A myelogram uses X-rays and a special dye to make pictures of bones
and nerves of the spine (spinal canal). The spinal canal holds the spinal cord,
the spinal nerve roots, and the fluid-filled space between the bones in your
A myelogram is done to check for:
Your doctor will tell you if you need to change how much you eat and drink before the myelogram. You may be asked to increase the amount of water you drink before the test. Follow the instructions your
doctor gives you about eating and drinking.
Before a myelogram,
tell your doctor if:
Ask someone to take you home and stay with you after the test.
The dye is put into your spinal canal with a thin needle. This is
called a lumbar puncture. The dye moves through the space so the nerve roots
and spinal cord can be seen more clearly. After the dye is put in, you will lie
still while the X-ray pictures are taken.
You will feel a quick sting
from a small needle that has medicine to numb the skin on your back. You will
also feel some pressure as the long, thin spinal needle is put into your spinal
canal. You may feel a quick sharp pain down your buttock or leg when the needle
is moved in your spine. The dye may make you feel warm and flushed and have a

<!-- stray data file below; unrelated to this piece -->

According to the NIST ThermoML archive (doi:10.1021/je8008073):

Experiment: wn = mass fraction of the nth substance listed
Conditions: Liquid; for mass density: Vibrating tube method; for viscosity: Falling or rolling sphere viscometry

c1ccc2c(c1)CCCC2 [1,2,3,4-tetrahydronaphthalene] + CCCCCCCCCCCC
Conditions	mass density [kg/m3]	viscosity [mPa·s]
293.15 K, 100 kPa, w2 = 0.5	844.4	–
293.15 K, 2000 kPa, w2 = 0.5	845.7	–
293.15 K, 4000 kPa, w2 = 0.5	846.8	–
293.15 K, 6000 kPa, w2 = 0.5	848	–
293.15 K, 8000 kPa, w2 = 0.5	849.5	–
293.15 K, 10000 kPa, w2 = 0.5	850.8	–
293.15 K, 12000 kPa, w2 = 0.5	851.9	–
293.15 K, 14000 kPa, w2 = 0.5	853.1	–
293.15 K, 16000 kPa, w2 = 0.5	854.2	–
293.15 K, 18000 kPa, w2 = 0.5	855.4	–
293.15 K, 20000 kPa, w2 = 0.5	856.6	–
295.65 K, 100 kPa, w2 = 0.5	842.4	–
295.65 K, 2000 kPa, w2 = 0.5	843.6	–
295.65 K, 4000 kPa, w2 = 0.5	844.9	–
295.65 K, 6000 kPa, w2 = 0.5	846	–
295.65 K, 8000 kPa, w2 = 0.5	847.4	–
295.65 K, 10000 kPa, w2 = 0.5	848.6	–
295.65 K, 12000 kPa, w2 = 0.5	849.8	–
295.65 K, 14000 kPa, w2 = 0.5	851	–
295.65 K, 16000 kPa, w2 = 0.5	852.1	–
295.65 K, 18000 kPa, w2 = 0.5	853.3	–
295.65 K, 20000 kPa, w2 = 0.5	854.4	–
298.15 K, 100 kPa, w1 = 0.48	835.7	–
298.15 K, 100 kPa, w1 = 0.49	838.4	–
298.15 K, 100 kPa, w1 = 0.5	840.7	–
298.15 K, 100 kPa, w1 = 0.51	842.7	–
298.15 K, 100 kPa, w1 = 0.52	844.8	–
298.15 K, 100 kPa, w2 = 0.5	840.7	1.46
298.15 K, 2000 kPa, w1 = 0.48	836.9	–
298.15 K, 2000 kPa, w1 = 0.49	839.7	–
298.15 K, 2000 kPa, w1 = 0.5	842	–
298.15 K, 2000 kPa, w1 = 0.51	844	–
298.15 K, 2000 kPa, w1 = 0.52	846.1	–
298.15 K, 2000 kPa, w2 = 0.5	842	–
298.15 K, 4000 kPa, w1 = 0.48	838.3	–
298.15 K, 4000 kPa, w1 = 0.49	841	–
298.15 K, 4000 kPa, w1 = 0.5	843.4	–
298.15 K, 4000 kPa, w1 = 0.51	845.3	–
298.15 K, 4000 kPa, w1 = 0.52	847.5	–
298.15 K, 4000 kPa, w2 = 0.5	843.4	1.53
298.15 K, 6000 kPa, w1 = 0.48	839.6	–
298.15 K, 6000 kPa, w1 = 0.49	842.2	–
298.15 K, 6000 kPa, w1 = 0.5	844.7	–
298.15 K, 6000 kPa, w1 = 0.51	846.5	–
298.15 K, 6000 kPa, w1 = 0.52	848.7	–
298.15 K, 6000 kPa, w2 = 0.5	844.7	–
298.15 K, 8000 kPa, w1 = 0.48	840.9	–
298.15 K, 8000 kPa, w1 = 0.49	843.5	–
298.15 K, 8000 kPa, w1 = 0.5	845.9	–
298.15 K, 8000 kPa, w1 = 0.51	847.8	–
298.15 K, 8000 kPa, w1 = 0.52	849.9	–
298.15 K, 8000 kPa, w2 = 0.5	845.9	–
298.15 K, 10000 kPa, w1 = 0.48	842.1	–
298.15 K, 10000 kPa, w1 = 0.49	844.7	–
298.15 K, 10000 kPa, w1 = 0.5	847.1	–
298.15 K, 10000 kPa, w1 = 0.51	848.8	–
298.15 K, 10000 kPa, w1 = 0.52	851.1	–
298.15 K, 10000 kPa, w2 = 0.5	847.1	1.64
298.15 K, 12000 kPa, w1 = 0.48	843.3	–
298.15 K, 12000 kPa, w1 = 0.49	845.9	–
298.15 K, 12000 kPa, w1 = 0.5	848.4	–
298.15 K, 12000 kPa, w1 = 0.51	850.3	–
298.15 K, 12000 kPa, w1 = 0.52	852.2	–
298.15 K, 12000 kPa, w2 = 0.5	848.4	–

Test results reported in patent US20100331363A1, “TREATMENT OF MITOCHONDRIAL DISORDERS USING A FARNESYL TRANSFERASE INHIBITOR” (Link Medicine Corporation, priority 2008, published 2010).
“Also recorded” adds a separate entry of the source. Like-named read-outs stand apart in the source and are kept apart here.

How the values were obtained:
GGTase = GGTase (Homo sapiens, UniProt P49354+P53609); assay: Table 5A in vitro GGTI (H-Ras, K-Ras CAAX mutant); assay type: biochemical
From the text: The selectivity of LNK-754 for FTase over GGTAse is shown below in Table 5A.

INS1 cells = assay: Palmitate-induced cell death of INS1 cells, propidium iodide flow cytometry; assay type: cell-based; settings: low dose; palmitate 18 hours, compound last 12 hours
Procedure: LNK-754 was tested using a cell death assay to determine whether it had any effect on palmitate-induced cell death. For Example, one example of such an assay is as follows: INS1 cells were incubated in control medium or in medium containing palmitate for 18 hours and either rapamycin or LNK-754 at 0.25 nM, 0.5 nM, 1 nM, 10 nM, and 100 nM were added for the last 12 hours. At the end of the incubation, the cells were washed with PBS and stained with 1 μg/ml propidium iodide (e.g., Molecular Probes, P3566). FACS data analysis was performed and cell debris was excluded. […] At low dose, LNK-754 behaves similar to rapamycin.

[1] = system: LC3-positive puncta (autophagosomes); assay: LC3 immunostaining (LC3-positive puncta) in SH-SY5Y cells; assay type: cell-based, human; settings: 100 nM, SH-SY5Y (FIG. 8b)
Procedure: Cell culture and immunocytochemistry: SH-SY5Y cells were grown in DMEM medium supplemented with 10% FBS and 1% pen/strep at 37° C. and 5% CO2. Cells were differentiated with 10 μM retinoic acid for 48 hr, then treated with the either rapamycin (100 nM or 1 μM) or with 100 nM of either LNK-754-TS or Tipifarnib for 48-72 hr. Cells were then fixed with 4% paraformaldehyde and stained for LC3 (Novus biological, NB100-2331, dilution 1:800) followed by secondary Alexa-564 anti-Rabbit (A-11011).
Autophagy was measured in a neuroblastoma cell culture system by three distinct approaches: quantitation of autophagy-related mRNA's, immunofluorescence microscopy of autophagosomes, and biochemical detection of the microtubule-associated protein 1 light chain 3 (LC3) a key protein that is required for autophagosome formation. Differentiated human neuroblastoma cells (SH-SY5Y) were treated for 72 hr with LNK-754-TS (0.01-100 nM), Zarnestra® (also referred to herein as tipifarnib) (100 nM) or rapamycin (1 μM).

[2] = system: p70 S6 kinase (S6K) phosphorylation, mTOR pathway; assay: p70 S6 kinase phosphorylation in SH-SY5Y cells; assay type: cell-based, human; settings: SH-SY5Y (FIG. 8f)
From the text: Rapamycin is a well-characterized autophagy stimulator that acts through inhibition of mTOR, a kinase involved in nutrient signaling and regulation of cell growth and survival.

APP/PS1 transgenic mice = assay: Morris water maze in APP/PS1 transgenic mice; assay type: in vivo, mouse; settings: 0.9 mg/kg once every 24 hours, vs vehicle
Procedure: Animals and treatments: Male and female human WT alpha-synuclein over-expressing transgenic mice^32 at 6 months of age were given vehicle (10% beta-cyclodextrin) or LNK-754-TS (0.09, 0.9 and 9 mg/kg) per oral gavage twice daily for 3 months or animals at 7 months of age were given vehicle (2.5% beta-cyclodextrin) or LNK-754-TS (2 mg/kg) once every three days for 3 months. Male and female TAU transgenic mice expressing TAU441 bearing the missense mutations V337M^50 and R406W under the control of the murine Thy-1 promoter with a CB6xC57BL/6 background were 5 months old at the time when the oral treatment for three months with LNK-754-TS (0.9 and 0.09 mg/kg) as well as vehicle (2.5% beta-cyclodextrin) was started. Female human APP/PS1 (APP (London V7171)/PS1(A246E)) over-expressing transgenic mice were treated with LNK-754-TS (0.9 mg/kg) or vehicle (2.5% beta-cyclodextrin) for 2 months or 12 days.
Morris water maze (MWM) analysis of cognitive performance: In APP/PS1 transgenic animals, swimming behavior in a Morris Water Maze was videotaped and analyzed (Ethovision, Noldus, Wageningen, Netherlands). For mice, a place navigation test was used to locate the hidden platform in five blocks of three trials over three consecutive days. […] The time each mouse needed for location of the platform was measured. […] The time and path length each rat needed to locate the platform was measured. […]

metallic taste in your mouth.
In rare cases, the hole made by the needle in the sac around the
spine does not close normally. This can allow spinal fluid to leak out. This
leak may need to be repaired through a procedure called an epidural blood
patch. To do the patch, your doctor injects some of your own blood to cover the
Call 911 anytime you think you may need emergency care. For example, call
Call your doctor or nurse call line now or seek
immediate medical care if:
Follow-up care is a key part of your treatment and safety. Be sure to make and go to all appointments, and
call your doctor or nurse call line if you are having problems. It's also a good idea to keep a
list of the medicines you take. Ask your doctor when you can expect to have
your test results.
Go to https://www.healthwise.net/patientEd
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Current as of:
October 14, 2016
Adam Husney, MD - Family Medicine
& E. Gregory Thompson, MD - Internal Medicine & Martin J. Gabica, MD - Family Medicine
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